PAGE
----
Gilles Peress, visited the UK in the 1970’s and photographed the troubles in Northern-Ireland.  Working in black-and-white he records the Orange marches, street scenes aftermath of riots and murders with a compositional consideration to design, and texture.  His images contrasted from the violence and misery of the working-class Northern Irish to the ordered and gentile life the privileged playing cricket or fox-hunting.  My favorite image amongst Peress’ work was a picture of a child being slapped by her mother with the TV in the background with a shocked looking child staring open-mouthed from the screen.  Peress used a slow enough shutter speed to provide motion–blur for the mother and child whilst fast enough to have a sharp background.

Akihiko Okamura is a Japanese artist who visited the UK in the late 1960’s early 70’s and recorded his time in Northern-Ireland in colour photographs surreal images of ladies preparing tea and biscuits in the middle of a street with burned-out houses in the background and shrines made to victims of the riots.

Garry Winogrand came to the UK in the 1960’s and recorded the London street scene of the ‘swinging 60s’

Candida Hofer like Winogrand Hofer came to England in the 1960’s and spent time in Liverpool recording the street scenes of Liverpool’s 60s era.

Evelyn Hofer used a large format camera to slow the process down and take photos of people and place in 1960’s London.

Bruce Davidson An American photographer who visited England in the 1960’s taking street photography in London and Wales with an interest in the poor and destitute.

Gian Butturini Butturini is also know as a film director but in the 1960’s Butturini photographed the London scene from street to Rock concert and contrasted with the political troubles in Northern-Ireland.

Frank Habicht Habicht’s images are of the young ‘hip’ London scene of the late 60’s.

Hans Eijkelboom visited the Bullring in Birmingham and with a concealed camera photographed people as the passed by him at the centres main entrance.  He has studied how people dress alike and how he has been able to catagorize people by their clothes.  For example he grouped images of people wearing the same or similar garments such as striped or spotted dresses, flowery beach style shirts, Adidas advertising T-shirts, boob tube tops, etc.  He cleverly transitioned one category to another by selecting couples that were dressed in the two categories he was switching from and to this must have been produced over a long period of time.  This project questioned peoples sense of individualism as clearly a large percentage of people dress alike; so perhaps as not to stand out and lacking of imagination.  Many looked like they were mimicking the manikins in shops or copying the models in the lower end clothes catalogues.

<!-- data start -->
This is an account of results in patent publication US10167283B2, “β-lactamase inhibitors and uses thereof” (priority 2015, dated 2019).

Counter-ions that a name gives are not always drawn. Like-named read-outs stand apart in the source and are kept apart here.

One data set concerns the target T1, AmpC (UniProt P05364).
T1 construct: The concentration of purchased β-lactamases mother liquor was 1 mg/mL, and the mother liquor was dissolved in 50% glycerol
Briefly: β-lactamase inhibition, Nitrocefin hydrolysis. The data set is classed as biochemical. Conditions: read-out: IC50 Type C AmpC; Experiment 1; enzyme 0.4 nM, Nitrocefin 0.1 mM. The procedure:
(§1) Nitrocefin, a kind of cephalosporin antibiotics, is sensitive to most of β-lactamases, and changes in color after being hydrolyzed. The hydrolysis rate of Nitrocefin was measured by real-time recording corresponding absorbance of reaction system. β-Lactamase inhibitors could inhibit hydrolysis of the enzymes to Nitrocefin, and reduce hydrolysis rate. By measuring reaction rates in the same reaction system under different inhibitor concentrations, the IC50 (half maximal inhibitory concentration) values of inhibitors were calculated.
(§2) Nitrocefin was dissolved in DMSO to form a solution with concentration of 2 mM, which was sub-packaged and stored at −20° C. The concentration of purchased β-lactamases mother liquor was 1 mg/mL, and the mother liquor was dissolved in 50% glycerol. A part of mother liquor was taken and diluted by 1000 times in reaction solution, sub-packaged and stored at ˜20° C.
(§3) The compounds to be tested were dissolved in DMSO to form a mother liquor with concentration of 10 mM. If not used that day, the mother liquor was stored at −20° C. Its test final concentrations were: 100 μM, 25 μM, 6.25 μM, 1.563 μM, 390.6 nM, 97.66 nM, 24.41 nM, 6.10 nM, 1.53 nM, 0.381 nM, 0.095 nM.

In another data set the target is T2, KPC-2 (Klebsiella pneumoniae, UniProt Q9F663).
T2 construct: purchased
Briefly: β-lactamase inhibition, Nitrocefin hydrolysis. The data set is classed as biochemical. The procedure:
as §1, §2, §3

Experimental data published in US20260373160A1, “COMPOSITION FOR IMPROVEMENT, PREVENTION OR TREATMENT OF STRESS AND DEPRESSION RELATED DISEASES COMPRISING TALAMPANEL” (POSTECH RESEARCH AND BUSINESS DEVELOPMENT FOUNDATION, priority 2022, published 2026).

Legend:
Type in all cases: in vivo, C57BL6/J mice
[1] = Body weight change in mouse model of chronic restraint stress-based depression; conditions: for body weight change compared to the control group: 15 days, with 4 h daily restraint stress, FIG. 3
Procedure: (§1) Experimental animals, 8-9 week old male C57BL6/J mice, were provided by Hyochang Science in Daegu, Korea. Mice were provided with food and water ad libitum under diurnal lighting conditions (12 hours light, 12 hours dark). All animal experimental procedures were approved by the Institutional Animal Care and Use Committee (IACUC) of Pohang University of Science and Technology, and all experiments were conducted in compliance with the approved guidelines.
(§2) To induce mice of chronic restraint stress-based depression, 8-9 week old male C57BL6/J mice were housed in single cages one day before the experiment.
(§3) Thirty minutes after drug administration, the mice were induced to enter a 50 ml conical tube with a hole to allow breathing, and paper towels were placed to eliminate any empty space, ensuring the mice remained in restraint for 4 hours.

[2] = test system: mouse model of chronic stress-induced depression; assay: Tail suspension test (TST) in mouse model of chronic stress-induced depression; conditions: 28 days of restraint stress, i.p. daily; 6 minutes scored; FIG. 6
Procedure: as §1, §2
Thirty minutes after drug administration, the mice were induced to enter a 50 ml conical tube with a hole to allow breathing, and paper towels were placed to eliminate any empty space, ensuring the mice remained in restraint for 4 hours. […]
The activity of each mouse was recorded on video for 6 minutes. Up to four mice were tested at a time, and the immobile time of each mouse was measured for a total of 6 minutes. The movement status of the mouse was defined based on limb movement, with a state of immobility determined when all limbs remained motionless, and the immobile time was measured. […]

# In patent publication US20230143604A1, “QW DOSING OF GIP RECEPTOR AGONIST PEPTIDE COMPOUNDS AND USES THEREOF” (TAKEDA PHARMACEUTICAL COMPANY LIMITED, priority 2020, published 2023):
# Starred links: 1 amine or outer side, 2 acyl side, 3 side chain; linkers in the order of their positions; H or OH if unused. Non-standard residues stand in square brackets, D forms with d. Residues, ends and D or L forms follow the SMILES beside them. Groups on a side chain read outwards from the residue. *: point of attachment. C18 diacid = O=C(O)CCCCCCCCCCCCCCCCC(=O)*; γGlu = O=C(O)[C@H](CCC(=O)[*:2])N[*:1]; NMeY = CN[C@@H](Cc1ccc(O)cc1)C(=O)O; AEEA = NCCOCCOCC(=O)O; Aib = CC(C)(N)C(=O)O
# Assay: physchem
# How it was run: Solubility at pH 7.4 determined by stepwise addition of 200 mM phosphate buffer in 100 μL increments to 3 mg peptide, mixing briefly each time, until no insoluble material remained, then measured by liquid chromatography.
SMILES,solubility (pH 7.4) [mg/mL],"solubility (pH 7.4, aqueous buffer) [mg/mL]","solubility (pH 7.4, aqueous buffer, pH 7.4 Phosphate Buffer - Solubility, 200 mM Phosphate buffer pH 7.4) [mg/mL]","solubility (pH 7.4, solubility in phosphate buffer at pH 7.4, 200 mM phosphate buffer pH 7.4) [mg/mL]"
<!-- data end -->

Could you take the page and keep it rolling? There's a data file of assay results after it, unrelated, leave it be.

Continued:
Bruce Gilden using a wide angled lens and cropping tightly Gilden has produced some strong unflattering portraits of people living on the streets or down on their luck that he has come across on the streets of Glasgow.  The wide angle lenses have almost caricatured them by lengthening their faces and ugly-fying them.

Hans Van-Der-Meer is a Dutch photographer who came to England and was influenced by the old Dutch landscape masters and used their style in his choice of viewpoints when photographing British amateur football matches by making use of the large space with the players small in the frame.

Raymond Depardon worked in Glasgow around the early 1980s photographing a declining city as the factories closed.  These pictures in colour capture this depressing period in Britain’s history.

Rineke Dijkstra has used a large format camera.

Tina Barney again using a large format camera she has taken portraits in the style of the old master painters.

Axell Hutte visited London and took an interest in the architecture of the post war social housing developments, many of which have declined and since been re-developed.

Jim Dow an American photographer who spent some time in England in the early 1990s Dow took an interest in British small shops as seen from both inside and out.  Many of these shops were already in decline when he was photographing them and as this decline continues these images are fast becoming things of nostalgia.

Shinro Ohtake captured images of Britain in the year of the queens Silver-Jubilee of 1977 with some interesting views of the British as seen from an outsider.

This linked image is by Martin Parr from his collection of photographs of the unseen city.

The Unseen City photographed by Martin Parr http://www.bbc.com/culture/story/20160301-unseen-city-martin-parr-reveals-the-square-miles-secrets

The second exhibition was displayed at the Guildhall Art Gallery and was called The Unseen City, photos taken my Martin Parr of events involving the Guildhall such as The Lord Mayor’s Show.  These colour images offered an exclusive behind the scenes view of the prestigious events that annually take place at the Guildhall.  Parr captured candid shots of the organizers, patrons and staff as they went about their preparation and participation of events such as the swan upping and Lord Major’s show, the unseen side of these public and exclusive events.  I thought that these images were a good representation of a viewpoint seen from an outsider, an invited guest, whom, finding the whole scenario strange sees much more than his hosts and captures it in his camera.

I found the two exhibitions complemented each-other as their underlining theme was what is British-ness?  This second exhibition contrasted to the first as this showed a hidden side to the British that is usually closed to both photographers and most of the British.  A Britain representing the world of the elite and privileged ruling-class, this is an unelected class, Bankers and Lords that quietly work behind the scenes of British Politics and who ultimately pull the strings.